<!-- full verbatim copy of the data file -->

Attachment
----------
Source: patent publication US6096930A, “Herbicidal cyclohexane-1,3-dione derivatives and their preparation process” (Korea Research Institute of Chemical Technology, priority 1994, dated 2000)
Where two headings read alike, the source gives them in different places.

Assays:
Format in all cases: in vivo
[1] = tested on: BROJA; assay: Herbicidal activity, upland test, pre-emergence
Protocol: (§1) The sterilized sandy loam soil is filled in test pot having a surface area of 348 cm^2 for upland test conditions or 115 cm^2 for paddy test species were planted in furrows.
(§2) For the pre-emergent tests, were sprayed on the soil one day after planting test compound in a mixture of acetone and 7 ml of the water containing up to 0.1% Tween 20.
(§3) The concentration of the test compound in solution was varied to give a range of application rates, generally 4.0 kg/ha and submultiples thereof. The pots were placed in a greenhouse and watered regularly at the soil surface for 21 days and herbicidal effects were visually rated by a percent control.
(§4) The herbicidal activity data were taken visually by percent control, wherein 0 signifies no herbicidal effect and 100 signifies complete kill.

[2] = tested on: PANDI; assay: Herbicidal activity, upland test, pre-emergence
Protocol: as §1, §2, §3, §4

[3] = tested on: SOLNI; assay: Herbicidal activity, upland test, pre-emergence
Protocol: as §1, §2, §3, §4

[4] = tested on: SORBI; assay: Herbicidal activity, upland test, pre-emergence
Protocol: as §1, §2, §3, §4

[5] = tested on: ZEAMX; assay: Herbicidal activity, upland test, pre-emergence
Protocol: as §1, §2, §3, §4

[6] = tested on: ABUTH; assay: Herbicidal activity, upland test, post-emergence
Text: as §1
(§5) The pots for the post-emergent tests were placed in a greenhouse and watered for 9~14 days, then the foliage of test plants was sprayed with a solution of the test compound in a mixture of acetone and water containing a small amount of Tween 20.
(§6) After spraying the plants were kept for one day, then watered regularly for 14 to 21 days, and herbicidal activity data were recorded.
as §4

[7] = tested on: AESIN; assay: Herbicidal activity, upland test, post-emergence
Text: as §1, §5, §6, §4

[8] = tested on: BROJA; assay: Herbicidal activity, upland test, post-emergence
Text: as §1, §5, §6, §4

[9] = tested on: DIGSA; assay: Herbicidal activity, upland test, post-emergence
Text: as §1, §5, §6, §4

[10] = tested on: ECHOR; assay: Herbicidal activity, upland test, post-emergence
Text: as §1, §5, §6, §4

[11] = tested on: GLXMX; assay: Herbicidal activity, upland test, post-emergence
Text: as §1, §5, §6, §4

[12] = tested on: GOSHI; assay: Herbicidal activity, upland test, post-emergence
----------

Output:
Source: patent publication US6096930A, “Herbicidal cyclohexane-1,3-dione derivatives and their preparation process” (Korea Research Institute of Chemical Technology, priority 1994, dated 2000)
Where two headings read alike, the source gives them in different places.

Assays:
Format in all cases: in vivo
[1] = tested on: BROJA; assay: Herbicidal activity, upland test, pre-emergence
Protocol: (§1) The sterilized sandy loam soil is filled in test pot having a surface area of 348 cm^2 for upland test conditions or 115 cm^2 for paddy test species were planted in furrows.
(§2) For the pre-emergent tests, were sprayed on the soil one day after planting test compound in a mixture of acetone and 7 ml of the water containing up to 0.1% Tween 20.
(§3) The concentration of the test compound in solution was varied to give a range of application rates, generally 4.0 kg/ha and submultiples thereof. The pots were placed in a greenhouse and watered regularly at the soil surface for 21 days and herbicidal effects were visually rated by a percent control.
(§4) The herbicidal activity data were taken visually by percent control, wherein 0 signifies no herbicidal effect and 100 signifies complete kill.

[2] = tested on: PANDI; assay: Herbicidal activity, upland test, pre-emergence
Protocol: as §1, §2, §3, §4

[3] = tested on: SOLNI; assay: Herbicidal activity, upland test, pre-emergence
Protocol: as §1, §2, §3, §4

[4] = tested on: SORBI; assay: Herbicidal activity, upland test, pre-emergence
Protocol: as §1, §2, §3, §4

[5] = tested on: ZEAMX; assay: Herbicidal activity, upland test, pre-emergence
Protocol: as §1, §2, §3, §4

[6] = tested on: ABUTH; assay: Herbicidal activity, upland test, post-emergence
Text: as §1
(§5) The pots for the post-emergent tests were placed in a greenhouse and watered for 9~14 days, then the foliage of test plants was sprayed with a solution of the test compound in a mixture of acetone and water containing a small amount of Tween 20.
(§6) After spraying the plants were kept for one day, then watered regularly for 14 to 21 days, and herbicidal activity data were recorded.
as §4

[7] = tested on: AESIN; assay: Herbicidal activity, upland test, post-emergence
Text: as §1, §5, §6, §4

[8] = tested on: BROJA; assay: Herbicidal activity, upland test, post-emergence
Text: as §1, §5, §6, §4

[9] = tested on: DIGSA; assay: Herbicidal activity, upland test, post-emergence
Text: as §1, §5, §6, §4

[10] = tested on: ECHOR; assay: Herbicidal activity, upland test, post-emergence
Text: as §1, §5, §6, §4

[11] = tested on: GLXMX; assay: Herbicidal activity, upland test, post-emergence
Text: as §1, §5, §6, §4

[12] = tested on: GOSHI; assay: Herbicidal activity, upland test, post-emergence